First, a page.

Do you know what is my wet dream? A MacBook convertible, 13", with touch screen. Then I will sell all my iPads/MBP and use only that for all. And an iPhone with stylus. I tried those in Windows, but they work fine as laptop but are crap when you convert into tablet.
 
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chucker23n1

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inb4 people say "steve jobs rolling in his grave" and bringing up the stylus quote...

The stylus quote was clearly a shorthand of "who wants to rely on a stylus exclusively to interact with the UI, when you already have ten fingers?". Using a stylus to write handwritten text or draw something is quite different from that.
 
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holzlondon

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Sep 28, 2020
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I think the topic of languages is vitally important. Other language support is something that really does take too long for apple to bring out. I work about 60-70% in English, but use German a lot as well, and I am always annoyed when a great feature works only in one of the languages I work in.

Also, I hope they bring it to work properly in Pages, and Word (maybe Microsoft has to do something to make it work).

It seems to work fine when you're entering a text field somewhere, but sometimes, I would like to use script-to-text in a real document...
 
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rfog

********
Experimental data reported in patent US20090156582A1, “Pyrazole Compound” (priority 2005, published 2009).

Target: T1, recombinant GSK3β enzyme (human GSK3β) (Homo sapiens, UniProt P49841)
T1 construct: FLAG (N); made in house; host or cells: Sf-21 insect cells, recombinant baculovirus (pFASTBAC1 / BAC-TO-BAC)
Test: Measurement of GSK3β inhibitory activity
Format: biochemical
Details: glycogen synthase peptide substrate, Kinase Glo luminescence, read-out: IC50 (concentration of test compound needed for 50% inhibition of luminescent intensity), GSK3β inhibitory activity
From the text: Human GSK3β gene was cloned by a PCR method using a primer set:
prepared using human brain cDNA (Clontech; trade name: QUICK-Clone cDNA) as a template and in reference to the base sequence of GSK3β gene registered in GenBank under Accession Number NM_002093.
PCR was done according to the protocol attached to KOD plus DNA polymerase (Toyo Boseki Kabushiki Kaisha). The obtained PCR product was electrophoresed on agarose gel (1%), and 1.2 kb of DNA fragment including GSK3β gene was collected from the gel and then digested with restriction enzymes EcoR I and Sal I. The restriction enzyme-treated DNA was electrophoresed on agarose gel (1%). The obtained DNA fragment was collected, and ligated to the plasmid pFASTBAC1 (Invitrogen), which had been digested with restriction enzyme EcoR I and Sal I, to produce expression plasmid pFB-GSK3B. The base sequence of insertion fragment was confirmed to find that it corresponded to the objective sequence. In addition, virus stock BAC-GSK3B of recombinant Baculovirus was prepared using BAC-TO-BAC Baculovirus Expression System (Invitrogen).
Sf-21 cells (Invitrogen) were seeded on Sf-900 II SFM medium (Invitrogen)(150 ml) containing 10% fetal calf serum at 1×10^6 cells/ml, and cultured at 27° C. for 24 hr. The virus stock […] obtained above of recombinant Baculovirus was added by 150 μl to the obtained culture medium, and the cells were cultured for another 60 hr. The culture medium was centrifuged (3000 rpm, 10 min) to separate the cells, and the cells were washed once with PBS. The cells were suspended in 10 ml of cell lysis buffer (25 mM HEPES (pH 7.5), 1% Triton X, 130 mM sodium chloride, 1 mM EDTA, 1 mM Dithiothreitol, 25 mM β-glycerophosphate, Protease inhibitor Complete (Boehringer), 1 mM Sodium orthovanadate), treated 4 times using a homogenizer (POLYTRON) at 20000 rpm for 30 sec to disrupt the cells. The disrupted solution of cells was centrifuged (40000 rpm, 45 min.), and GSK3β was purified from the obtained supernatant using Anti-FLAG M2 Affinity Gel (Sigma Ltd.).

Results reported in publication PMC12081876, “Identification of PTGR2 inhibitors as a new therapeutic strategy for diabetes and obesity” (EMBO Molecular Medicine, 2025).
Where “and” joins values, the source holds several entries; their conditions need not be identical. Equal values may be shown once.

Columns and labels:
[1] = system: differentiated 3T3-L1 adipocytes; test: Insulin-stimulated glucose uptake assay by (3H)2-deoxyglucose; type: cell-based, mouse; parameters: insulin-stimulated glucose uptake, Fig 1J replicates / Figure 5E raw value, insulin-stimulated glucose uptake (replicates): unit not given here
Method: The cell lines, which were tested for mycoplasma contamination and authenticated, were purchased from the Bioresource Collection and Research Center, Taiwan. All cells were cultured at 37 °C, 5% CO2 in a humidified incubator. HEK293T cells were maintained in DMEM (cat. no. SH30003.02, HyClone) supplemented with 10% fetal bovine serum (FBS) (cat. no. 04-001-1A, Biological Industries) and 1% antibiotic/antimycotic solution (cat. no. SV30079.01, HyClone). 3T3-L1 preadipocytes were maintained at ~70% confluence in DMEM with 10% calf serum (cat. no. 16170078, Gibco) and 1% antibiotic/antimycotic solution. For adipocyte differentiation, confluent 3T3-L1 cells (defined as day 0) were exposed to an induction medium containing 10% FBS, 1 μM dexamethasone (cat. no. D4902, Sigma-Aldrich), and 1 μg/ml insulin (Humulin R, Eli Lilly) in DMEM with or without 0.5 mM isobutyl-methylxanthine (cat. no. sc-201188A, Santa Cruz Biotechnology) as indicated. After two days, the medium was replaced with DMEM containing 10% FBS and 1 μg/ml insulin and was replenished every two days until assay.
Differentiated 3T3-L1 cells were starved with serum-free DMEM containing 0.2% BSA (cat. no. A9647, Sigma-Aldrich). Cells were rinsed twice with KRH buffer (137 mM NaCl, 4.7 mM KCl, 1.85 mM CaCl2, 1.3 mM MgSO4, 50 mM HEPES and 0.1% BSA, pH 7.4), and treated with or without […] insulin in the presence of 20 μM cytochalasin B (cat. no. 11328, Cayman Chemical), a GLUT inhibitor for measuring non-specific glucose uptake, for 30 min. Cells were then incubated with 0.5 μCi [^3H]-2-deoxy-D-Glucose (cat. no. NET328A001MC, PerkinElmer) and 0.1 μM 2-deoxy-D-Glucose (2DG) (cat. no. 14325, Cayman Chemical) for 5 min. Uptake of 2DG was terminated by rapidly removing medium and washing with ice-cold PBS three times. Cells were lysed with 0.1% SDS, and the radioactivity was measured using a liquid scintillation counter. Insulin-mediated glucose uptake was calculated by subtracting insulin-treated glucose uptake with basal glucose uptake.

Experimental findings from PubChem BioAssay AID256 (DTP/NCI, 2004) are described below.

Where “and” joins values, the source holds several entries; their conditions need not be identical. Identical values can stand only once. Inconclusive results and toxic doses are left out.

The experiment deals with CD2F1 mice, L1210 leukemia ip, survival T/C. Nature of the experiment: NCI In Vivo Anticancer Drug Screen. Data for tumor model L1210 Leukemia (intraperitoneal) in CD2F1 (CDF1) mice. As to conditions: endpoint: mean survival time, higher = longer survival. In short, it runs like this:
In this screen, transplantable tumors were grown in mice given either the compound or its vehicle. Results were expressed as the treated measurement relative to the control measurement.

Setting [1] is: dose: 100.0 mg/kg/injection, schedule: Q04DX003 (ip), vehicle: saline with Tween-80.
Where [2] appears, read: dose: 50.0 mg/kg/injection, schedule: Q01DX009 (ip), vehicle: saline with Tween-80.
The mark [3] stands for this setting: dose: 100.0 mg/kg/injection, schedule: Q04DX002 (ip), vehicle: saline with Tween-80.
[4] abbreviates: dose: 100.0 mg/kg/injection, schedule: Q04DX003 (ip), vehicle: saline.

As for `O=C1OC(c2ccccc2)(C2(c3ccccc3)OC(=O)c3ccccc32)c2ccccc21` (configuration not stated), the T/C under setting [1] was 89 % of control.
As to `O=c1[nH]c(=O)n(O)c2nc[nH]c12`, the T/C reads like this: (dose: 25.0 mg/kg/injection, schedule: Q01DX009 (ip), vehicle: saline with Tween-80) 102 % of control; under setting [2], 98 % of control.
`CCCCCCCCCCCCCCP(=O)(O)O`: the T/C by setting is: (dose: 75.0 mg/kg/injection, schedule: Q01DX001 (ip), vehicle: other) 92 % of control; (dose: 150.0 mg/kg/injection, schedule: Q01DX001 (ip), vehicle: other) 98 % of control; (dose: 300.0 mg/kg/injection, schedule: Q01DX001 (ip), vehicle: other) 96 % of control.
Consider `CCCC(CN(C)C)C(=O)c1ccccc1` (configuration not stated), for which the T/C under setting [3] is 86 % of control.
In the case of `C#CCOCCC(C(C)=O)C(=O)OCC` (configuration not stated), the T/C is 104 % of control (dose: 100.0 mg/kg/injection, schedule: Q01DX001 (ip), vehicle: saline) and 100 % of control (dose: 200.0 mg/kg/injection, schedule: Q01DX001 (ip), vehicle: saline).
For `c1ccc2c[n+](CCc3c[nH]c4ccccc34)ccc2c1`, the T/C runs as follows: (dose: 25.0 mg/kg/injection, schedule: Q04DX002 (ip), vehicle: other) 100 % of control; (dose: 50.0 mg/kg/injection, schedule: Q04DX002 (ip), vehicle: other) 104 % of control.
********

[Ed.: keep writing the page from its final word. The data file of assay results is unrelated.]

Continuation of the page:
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Jul 23, 2018
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The stylus quote was clearly a shorthand of "who wants to rely on a stylus exclusively to interact with the UI, when you already have ten fingers?". Using a stylus to write handwritten text or draw something is quite different from that.

What he didn't though, or if he thought it, he ignored, is some people have fingers like blood sausage, and what is works, exude grease like it even if you follow the Apple Watch washing hands rules, and half hour after you washed your hands, and ten minutes using your iPad, you start seeing your own fingerprints through the screen.
 
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ArtOfWarfare

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You may well be right but many tech commentators seem to be convinced that touch screen Macs are coming. Hopefully not too much longer before we know for sure.

Everyday, thousands of MacBook screens are touched and people are bewildered that nothing happens. Touchscreens have been standard for over a decade now - it’s bizarre that there are computers costing thousands of dollars that don’t have touchscreens.

The fact that it’d be used so little didn’t stop Apple from including the touchbar - why on earth haven’t they made their products “Just Work” by including a touchscreen yet?

Seriously - have any kid who hasn’t used a Mac before use a MacBook for a few hours. I guarantee they’ll touch the screen at least once and consider it broken when nothing happens. Literally every phone, tablet, and non-Apple-or-budget laptop has a touchscreen - it’s just a given that a MacBook should, too.
 
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PickUrPoison

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I have been a hardcore user of Surface devices (from Surface 1 to 4, then I got tired of that crap) and it is very fatigue-tired to use pencil in screen in a laptop. You end with your arm very tired. I don't expect Apple will release MAC with touch-screen.

What they could release is a "handwritting" pad at keyboard side or with a new "magic unicorn" trackpad. (Said that, sometimes I've handwritten in a trackpad -it is not much reliable but can be done).
Actually I think they intend for an iPad to be the companion device. As in Sidecar.

Agree touch screen/pencil is very unlikely on Mac. The light pen interface was investigated in the 70s, maybe the 60s, and though absolute cursor positioning has its advantages compared to relative positioning, “gorilla arm” is real. It’s very fatiguing, as you say.